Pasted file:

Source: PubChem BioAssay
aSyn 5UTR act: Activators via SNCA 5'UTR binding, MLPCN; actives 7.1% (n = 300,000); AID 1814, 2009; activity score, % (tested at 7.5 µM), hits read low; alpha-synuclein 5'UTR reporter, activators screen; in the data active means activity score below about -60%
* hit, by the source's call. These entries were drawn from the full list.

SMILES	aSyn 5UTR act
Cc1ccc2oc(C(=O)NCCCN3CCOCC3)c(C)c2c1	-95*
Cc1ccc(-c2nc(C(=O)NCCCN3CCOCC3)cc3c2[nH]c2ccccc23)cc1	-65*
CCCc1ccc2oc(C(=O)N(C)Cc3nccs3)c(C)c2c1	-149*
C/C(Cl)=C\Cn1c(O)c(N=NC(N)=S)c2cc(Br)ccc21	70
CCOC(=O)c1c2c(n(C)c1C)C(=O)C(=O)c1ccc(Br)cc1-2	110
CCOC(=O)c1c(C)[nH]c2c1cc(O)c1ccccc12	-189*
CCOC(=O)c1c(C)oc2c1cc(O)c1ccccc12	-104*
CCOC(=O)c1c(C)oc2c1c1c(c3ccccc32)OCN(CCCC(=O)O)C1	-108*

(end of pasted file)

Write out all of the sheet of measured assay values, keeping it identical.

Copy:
Source: PubChem BioAssay
aSyn 5UTR act: Activators via SNCA 5'UTR binding, MLPCN; actives 7.1% (n = 300,000); AID 1814, 2009; activity score, % (tested at 7.5 µM), hits read low; alpha-synuclein 5'UTR reporter, activators screen; in the data active means activity score below about -60%
* hit, by the source's call. These entries were drawn from the full list.

SMILES	aSyn 5UTR act
Cc1ccc2oc(C(=O)NCCCN3CCOCC3)c(C)c2c1	-95*
Cc1ccc(-c2nc(C(=O)NCCCN3CCOCC3)cc3c2[nH]c2ccccc23)cc1	-65*
CCCc1ccc2oc(C(=O)N(C)Cc3nccs3)c(C)c2c1	-149*
C/C(Cl)=C\Cn1c(O)c(N=NC(N)=S)c2cc(Br)ccc21	70
CCOC(=O)c1c2c(n(C)c1C)C(=O)C(=O)c1ccc(Br)cc1-2	110
CCOC(=O)c1c(C)[nH]c2c1cc(O)c1ccccc12	-189*
CCOC(=O)c1c(C)oc2c1cc(O)c1ccccc12	-104*
CCOC(=O)c1c(C)oc2c1c1c(c3ccccc32)OCN(CCCC(=O)O)C1	-108*